US4115716 *Jun 22, 1977Sep 19, 1978Hitachi, Ltd.Rotor of magneto generator
US4137884 *Jul 15, 1976Feb 6, 1979Hitachi, Ltd.Magneto for motor vehicle
US4146806 *Feb 24, 1977Mar 27, 1979Kokusan Denki Co., Ltd.Flywheel magneto generator
US4182027 *Mar 6, 1978Jan 8, 1980Novi-P.B.Method of assembling a magneto rotor assembly
Referenced by
Citing PatentFiling datePublication dateApplicantTitle
US4403402 *Jun 6, 1979Sep 13, 1983Hitachi, Ltd.Method for producing a magneto device for generating signals
US4687945 *Mar 13, 1985Aug 18, 1987Loyd LoweryLow power generator
US4795924 *Sep 23, 1987Jan 3, 1989Mitsuba Electric Manufacturing Co. Ltd.Magneto bowl-shaped rotor
US5627419 *Mar 31, 1994May 6, 1997United Technologies CorporationSelf-adjusting airgap motor/generator for flywheel system
US5831368 *Mar 17, 1997Nov 3, 1998Ford Motor CompanyRotor shaft retention for an electrical machine
US6429564 *Mar 6, 2001Aug 6, 2002Mitsubishi Denki Kabushiki KaishaMagneto generator
US7053589 *Aug 10, 2001May 30, 2006Gabrys Christopher WLong-life vacuum system for energy storage flywheels
US7078841 *Nov 6, 2002Jul 18, 2006Mitsubishi Denki Kabushiki KaishaMagneto-generator
US7948132 *Sep 11, 2008May 24, 2011Nissan Motor Co., Ltd.Axial gap-type electric motor
US8018108 *Feb 9, 2009Sep 13, 2011Magnetic Applications, Inc.Compact high power alternator
US8093772Aug 2, 2010Jan 10, 2012Magnetic Applications, Inc.Controller for AC generator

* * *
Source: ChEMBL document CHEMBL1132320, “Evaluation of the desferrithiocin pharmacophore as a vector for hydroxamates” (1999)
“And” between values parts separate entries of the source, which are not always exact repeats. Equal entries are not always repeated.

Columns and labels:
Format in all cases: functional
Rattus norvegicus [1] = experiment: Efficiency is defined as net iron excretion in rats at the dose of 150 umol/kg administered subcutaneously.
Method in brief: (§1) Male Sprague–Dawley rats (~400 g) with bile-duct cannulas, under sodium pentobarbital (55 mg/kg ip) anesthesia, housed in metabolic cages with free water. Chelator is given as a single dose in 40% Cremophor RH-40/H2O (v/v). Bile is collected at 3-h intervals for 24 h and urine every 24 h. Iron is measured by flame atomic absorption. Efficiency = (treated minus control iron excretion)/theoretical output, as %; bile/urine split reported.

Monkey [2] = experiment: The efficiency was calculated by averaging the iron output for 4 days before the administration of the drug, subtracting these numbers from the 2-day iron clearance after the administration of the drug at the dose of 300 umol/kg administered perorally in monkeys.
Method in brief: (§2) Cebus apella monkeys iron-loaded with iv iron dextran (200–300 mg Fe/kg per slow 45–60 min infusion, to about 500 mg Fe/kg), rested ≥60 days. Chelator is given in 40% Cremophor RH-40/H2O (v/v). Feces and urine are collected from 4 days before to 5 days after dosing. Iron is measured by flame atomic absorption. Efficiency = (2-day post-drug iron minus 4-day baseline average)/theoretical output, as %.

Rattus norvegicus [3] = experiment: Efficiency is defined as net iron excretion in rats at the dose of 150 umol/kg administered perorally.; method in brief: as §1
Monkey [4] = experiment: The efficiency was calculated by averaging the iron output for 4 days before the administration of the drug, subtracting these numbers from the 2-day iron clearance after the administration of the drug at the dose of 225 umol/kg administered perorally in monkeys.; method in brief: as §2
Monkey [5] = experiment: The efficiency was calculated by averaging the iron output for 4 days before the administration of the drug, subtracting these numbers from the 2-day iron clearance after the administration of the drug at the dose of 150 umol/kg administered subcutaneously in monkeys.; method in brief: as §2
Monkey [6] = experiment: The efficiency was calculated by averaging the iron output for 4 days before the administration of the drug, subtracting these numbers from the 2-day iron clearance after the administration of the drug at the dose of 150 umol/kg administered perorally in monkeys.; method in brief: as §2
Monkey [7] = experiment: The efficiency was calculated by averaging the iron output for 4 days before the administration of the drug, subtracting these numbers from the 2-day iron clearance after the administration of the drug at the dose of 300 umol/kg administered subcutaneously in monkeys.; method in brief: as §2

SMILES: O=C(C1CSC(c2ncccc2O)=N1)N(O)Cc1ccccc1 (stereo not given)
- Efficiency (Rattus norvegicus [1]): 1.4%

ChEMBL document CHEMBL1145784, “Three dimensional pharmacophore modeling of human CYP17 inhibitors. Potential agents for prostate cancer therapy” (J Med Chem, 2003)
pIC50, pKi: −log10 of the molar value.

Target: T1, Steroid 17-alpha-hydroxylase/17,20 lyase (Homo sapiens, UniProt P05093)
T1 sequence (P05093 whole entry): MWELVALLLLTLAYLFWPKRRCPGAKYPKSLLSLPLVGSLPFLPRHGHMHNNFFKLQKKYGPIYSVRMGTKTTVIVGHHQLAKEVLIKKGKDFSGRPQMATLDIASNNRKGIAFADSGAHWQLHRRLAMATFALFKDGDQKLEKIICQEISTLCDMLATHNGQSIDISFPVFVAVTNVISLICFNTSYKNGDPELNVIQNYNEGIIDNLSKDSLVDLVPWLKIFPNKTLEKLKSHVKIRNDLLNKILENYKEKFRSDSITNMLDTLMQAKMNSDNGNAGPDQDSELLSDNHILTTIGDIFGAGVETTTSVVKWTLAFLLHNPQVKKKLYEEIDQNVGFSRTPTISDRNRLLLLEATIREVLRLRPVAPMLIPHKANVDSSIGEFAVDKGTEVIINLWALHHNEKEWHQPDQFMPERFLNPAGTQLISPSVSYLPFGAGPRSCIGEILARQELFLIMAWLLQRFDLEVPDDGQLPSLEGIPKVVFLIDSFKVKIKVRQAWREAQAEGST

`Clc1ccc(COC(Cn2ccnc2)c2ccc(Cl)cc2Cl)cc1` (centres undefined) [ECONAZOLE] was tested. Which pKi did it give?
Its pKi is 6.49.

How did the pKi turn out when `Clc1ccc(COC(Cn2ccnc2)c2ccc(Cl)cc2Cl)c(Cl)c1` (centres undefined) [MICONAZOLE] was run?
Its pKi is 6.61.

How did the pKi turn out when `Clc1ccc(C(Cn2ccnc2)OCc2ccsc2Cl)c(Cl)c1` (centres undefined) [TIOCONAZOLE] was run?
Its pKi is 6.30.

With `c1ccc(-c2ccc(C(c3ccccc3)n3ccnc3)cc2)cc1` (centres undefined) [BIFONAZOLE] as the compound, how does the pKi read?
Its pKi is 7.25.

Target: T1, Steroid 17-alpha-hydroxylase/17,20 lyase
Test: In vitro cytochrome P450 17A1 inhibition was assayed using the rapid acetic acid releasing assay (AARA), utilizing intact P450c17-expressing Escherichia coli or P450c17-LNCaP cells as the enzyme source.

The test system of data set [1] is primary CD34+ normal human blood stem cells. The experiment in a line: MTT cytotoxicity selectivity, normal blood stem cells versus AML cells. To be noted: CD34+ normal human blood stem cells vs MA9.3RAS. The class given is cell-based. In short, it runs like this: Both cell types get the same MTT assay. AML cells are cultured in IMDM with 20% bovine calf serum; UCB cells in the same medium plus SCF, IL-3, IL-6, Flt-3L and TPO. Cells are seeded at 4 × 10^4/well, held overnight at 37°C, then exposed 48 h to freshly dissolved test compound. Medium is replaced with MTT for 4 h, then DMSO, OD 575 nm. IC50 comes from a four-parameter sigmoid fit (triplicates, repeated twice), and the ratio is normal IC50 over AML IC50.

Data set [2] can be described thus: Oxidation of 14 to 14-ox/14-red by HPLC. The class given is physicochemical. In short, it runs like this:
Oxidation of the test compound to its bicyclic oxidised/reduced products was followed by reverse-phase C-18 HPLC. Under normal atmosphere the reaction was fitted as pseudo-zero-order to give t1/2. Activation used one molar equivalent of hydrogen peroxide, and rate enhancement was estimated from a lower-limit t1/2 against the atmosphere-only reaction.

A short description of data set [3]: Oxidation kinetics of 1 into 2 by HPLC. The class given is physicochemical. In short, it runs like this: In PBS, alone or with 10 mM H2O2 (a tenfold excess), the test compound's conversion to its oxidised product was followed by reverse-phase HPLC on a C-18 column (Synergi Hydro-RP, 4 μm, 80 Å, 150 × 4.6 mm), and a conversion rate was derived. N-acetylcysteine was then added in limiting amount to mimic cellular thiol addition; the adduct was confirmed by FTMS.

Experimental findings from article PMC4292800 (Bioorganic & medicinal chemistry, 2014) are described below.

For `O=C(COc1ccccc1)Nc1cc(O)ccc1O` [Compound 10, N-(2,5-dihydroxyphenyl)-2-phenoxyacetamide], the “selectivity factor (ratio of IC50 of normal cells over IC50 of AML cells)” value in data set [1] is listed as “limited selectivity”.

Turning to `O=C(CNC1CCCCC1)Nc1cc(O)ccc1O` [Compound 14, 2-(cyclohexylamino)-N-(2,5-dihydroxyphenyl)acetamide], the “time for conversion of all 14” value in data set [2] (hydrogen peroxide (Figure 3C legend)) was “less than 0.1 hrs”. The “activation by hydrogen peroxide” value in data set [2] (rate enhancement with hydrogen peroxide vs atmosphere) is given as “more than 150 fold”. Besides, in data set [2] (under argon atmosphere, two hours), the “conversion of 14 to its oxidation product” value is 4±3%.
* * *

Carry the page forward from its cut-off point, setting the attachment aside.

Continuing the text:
US8207642Aug 2, 2010Jun 26, 2012Magnetic Applications Inc.Compact high power alternator
CN101388588B *Sep 11, 2008Sep 14, 2011日产自动车株式会社Axial gap-type electric motor
Classifications
U.S. Classification310/153, 310/156.26, 310/70.00R
International ClassificationH02K1/28, B21K25/00, H02K15/02, H02K1/27, H02K15/03
Cooperative ClassificationH02K1/2786, B21K25/00, H02K15/03
European ClassificationH02K15/03, B21K25/00, H02K1/27C
Legal Events
DateCodeEventDescription
May 27, 1981ASAssignment
Owner name: HITACHI, LTD., JAPAN
Free format text: ASSIGNMENT OF ASSIGNORS INTEREST.;ASSIGNORS:TOMITE, TOSHIO;OGASAWARA NOBUHIKO;KANAMARU HISANOBU;REEL/FRAME:003855/0258
Effective date: 19790809
Owner name: HITACHI, LTD., JAPAN, JAPAN
Free format text: ASSIGNMENT OF ASSIGNORS INTEREST;ASSIGNORS:TOMITE, TOSHIO;OGASAWARA NOBUHIKO;KANAMARU HISANOBU;REEL/FRAME:003855/0258